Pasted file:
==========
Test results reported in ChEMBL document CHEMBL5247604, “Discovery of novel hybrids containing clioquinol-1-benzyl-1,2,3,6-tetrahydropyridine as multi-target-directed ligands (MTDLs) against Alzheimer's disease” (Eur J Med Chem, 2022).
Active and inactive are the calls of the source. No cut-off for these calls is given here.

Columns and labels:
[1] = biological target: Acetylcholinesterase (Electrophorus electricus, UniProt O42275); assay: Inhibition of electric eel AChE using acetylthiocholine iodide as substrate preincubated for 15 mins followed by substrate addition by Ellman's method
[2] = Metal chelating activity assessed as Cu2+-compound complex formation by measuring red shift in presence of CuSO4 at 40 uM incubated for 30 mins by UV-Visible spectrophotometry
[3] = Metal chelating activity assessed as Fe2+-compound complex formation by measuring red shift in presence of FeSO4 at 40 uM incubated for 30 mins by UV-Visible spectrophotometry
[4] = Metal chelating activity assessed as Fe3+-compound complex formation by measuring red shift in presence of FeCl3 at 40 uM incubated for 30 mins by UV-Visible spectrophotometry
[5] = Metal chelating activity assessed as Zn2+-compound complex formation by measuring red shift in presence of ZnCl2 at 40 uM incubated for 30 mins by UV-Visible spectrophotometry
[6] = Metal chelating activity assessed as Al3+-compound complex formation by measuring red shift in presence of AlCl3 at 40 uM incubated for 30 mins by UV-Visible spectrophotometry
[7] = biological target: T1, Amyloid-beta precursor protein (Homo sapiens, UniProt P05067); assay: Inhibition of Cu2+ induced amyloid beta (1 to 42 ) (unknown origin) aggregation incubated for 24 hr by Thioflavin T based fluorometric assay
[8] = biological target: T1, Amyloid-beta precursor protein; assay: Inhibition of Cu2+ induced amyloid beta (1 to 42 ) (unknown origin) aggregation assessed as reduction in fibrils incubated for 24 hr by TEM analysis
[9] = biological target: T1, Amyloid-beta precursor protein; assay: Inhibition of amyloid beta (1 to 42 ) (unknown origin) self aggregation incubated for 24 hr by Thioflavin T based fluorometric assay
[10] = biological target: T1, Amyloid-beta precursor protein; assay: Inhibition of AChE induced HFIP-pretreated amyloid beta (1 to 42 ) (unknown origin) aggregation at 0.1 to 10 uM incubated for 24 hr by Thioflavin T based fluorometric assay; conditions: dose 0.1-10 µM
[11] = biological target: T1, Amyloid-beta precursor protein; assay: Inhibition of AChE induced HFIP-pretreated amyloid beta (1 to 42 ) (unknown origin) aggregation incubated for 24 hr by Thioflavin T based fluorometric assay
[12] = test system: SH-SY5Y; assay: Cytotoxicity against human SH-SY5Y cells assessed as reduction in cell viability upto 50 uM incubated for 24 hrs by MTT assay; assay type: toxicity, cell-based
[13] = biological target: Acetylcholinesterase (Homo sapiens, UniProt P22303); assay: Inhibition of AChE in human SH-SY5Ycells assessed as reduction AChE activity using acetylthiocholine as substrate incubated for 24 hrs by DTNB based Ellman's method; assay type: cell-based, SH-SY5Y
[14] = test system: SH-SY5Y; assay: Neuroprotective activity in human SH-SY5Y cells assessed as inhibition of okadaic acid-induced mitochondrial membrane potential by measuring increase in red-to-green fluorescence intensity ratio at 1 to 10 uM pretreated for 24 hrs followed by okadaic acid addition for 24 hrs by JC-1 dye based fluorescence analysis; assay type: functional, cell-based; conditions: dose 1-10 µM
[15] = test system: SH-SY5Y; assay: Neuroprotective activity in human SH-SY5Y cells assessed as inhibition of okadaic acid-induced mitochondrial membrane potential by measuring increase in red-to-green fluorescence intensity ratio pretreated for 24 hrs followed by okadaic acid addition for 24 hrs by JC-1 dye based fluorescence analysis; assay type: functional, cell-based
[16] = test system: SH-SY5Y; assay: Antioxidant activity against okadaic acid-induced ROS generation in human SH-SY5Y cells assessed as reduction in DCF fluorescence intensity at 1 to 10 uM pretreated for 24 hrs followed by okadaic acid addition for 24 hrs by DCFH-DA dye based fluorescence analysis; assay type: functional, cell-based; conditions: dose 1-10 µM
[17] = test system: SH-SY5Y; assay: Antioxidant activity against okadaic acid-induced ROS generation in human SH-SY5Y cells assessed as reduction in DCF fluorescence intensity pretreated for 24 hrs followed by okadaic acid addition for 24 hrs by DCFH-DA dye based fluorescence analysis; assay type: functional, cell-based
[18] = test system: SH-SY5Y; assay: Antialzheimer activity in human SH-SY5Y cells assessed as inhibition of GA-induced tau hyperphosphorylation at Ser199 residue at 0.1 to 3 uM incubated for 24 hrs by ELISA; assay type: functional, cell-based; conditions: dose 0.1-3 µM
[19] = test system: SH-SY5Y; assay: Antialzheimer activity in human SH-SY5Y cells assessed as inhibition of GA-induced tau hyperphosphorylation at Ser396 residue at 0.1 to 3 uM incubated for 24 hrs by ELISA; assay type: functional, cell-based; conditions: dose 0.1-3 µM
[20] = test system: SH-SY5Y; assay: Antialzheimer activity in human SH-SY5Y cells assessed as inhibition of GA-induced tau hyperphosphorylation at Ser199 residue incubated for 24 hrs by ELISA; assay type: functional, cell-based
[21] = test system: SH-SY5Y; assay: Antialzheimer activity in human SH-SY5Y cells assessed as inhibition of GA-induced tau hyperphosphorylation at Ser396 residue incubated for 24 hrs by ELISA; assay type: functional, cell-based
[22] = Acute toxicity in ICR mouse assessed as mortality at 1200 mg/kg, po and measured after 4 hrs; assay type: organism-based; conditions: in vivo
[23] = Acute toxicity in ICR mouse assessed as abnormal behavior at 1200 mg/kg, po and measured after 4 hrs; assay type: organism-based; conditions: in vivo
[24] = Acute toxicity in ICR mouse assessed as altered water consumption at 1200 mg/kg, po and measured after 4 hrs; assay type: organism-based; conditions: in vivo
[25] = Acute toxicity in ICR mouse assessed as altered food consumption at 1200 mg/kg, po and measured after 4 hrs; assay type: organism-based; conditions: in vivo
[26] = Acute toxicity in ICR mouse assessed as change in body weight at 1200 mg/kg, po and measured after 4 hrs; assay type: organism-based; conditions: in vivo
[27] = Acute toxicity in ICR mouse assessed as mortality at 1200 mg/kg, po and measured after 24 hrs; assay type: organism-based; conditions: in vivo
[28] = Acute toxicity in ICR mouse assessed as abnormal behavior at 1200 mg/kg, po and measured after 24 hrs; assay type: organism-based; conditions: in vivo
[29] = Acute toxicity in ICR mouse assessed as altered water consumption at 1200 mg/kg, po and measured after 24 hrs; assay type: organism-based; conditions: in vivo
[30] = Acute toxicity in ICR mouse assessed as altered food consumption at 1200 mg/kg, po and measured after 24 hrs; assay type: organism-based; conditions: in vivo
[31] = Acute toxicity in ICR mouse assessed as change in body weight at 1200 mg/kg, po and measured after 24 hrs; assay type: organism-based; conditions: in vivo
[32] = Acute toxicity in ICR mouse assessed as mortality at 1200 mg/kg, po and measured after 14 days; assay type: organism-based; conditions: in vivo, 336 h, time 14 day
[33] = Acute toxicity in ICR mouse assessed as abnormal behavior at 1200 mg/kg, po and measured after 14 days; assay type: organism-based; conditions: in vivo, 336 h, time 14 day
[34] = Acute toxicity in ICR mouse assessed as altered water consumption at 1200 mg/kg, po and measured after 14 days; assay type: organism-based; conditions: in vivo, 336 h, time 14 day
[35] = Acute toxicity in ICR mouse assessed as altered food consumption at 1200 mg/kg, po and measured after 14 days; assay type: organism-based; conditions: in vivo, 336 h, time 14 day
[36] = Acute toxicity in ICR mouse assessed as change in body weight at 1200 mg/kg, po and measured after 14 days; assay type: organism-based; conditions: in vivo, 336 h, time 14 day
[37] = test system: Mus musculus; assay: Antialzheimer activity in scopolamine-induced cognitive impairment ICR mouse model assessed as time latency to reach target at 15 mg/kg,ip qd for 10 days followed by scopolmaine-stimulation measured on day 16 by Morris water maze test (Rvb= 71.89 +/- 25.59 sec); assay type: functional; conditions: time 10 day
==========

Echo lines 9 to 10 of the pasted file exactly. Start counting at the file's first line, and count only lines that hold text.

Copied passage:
[6] = Metal chelating activity assessed as Al3+-compound complex formation by measuring red shift in presence of AlCl3 at 40 uM incubated for 30 mins by UV-Visible spectrophotometry
[7] = biological target: T1, Amyloid-beta precursor protein (Homo sapiens, UniProt P05067); assay: Inhibition of Cu2+ induced amyloid beta (1 to 42 ) (unknown origin) aggregation incubated for 24 hr by Thioflavin T based fluorometric assay